On the evening of 5 August the Newcastle group, Christians for Peace, held a solemn ecumenical service on the 73rd anniversary of the bombing of Hiroshima and Nagasaki. The event was hosted by the Adamstown Uniting Church and attended by some 150 people, including religious ministers and lay people from various denominations with a noticeable presence of religious Sisters, Dominicans, Sisters of Mercy and Sisters of St Joseph.
Meditative music struck the quiet, reflective tone, the pianist in tune with the hearts of those drawn to the event. Following the welcome, a prayer period followed. Poems, solo and communal hymns, readings and intercessory prayer drew all to involvement. Each section was short and unhurried, with different persons leading. The variety and quiet, steady rhythm of the prayer was unifying and solemn. It opened the darkness of death, sorrow and great wrong and also brought the Gospel perspective of hope.
Poetic images spoke without naming.
‘Bruised black clouds shed tears over a whole world…. And God wept for these were His children.’
One refrain we all prayed was ‘How long must we cry out?’ Another was ‘Teach me to do what is right, work in the darkness, trust in the light. And may love be the path that I walk upon’.
Two Scripture passages were read, the first, Micah 6:8 ‘What does the Lord require of you? To act justly, love tenderly and walk humbly with your God’. The second was the Beatitudes in Matthew 5.
Dr Jennifer Barnes sang of God weeping, in words of Shirley Murray. ‘God weeps at love withheld, at power misused.’
After the period of prayer, Sr Monica Sinclair rsm introduced Fr Frank Brennan sj, quoting Paul Keating’s phrase, ‘meddling priest’, Kevin Rudd’s ‘ethical burr in the nation’s saddle’ and indicating Fr Frank’s long involvement in issues of justice. She summed up his role as ‘shining the light of the Gospel into the dark and messy corners of our world’.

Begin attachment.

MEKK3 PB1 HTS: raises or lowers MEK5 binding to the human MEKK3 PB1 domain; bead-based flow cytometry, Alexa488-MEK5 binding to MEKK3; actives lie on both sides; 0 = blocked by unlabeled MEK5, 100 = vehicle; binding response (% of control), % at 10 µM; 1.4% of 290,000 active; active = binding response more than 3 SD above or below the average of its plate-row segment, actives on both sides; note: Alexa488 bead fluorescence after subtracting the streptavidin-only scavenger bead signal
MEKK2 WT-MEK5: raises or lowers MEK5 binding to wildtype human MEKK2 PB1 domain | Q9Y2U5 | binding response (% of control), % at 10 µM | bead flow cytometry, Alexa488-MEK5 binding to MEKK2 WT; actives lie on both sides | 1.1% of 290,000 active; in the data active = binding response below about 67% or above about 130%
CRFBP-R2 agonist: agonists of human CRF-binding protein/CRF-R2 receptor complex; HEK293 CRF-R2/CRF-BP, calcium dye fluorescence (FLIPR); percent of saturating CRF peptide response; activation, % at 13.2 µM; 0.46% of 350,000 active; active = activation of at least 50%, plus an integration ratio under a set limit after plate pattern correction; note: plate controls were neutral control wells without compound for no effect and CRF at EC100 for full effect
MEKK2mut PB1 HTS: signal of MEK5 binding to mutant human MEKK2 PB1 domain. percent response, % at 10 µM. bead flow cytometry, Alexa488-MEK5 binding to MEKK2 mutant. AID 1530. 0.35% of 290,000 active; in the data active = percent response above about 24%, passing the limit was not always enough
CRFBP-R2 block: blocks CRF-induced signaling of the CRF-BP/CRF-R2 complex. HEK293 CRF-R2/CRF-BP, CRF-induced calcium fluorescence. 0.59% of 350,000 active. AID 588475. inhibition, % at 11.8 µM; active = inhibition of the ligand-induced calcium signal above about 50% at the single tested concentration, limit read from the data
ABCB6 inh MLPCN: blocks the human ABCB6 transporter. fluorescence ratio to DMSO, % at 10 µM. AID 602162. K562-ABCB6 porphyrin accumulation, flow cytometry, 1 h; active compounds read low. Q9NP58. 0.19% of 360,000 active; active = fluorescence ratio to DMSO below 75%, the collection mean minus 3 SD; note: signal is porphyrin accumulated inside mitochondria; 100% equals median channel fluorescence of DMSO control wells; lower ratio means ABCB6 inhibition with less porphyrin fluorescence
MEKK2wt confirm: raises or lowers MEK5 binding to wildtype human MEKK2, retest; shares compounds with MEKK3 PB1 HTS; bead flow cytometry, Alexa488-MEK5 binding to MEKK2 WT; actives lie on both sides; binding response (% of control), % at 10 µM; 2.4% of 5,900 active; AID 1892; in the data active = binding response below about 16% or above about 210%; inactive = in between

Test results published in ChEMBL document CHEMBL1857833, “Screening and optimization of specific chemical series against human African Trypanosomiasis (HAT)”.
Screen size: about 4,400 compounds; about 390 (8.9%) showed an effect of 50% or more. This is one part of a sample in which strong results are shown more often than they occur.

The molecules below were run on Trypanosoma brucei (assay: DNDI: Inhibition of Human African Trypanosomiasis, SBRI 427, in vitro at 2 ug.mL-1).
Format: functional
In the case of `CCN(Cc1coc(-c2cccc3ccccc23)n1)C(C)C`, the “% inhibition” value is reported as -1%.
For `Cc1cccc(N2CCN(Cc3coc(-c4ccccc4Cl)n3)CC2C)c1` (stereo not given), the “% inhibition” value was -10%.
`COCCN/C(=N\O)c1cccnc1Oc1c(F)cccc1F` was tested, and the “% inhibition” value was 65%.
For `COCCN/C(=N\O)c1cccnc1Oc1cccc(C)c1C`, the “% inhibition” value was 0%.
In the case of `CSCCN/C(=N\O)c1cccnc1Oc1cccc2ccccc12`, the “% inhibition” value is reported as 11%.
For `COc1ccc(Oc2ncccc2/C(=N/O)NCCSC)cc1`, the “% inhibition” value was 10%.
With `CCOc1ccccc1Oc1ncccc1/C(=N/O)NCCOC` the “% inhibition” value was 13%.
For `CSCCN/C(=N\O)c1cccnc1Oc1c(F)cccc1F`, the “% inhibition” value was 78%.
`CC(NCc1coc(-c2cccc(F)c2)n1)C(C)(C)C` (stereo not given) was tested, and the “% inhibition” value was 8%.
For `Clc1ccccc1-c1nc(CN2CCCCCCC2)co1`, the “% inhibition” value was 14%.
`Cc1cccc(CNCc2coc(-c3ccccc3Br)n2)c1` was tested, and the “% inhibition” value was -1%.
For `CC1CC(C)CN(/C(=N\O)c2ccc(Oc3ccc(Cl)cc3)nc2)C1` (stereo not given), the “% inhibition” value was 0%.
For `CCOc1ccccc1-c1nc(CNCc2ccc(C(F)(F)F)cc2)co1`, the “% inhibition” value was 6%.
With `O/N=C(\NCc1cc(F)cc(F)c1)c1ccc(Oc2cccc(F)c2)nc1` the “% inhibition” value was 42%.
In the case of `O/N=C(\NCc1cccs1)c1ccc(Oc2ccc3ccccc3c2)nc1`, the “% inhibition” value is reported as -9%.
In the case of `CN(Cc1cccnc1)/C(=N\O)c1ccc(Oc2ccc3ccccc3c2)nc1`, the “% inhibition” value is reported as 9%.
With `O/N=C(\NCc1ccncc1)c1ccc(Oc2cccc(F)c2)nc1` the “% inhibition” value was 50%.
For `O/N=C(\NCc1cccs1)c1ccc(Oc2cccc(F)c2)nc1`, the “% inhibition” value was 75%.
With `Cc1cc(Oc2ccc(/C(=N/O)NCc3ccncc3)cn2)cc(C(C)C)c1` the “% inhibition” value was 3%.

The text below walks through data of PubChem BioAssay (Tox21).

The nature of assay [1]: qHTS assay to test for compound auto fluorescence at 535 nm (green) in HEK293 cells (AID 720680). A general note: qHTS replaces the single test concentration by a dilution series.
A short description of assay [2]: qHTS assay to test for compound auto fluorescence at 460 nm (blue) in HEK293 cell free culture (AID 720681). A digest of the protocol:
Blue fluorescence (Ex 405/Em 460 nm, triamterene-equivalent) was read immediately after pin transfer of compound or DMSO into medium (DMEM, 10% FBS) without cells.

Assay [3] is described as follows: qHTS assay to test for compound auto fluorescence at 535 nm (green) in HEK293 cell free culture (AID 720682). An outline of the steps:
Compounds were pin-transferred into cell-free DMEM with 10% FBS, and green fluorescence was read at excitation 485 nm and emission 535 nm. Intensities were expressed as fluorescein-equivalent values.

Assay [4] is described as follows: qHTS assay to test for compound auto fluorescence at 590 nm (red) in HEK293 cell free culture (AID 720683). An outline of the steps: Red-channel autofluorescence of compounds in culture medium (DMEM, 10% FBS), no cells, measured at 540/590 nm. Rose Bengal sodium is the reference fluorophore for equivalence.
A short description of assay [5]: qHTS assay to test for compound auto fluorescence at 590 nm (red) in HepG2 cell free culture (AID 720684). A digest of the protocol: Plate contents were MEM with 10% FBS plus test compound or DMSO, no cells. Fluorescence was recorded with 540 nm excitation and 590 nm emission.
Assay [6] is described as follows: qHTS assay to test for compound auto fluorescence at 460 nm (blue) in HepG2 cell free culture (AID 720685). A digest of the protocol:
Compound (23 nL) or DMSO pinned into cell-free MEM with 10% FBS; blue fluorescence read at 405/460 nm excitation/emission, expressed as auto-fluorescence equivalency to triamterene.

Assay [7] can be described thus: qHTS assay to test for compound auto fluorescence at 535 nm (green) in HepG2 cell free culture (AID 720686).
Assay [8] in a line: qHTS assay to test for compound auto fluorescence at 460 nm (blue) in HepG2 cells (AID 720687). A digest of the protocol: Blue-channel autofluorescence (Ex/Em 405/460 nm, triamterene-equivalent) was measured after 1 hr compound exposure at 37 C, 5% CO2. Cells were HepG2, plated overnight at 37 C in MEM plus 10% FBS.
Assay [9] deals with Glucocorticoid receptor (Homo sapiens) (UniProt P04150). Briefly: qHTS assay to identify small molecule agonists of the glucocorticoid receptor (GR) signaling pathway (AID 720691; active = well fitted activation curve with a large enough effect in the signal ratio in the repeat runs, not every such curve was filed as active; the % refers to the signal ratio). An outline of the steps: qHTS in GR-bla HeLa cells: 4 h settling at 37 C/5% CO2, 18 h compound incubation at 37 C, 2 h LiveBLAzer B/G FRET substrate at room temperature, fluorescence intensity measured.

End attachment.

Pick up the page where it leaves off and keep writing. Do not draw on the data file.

Fr Frank took as his title, ‘A planet to heal’, the title that revered former Jesuit Superior General Fr Arrupe gave to his ‘Reflections and Forecasts’. His address moved from Fr Arrupe, Fr Arrupe’s experience of the bomb, to Frank’s sister’s words, to the two way impact on both indigenous and non-indigenous of Australia of injustices inflicted, to the world political scene, with America, North Korea, and Richard Flanagan’s address in the current Garma festival.
Typical of Frank’s presentation, his clear, calmly spoken words were not an academic exercise, but, in a conversational, wide-ranging yet cohesive style, cut to the heart of what our humanity asks of us, here and now, in the big issues, in the light of the Gospel. Frank, as the earlier prayer did, called us to ownership of our identity as children of God. There was a quiet power in Frank’s address. He noted that the only way to guarantee the non- use of atomic weapons again is to ensure their non-existence. He noted too the white-anting of our government of the dignity of all persons, whatever their nationality.
Frank has generously shared his address online. Click here
The final part of the ceremony was a lighting of candles for peace by all gathered and a concluding blessing from Rev G. Garnsey.
Afterwards all shared a friendly chat and supper.
Jan Tranter rsj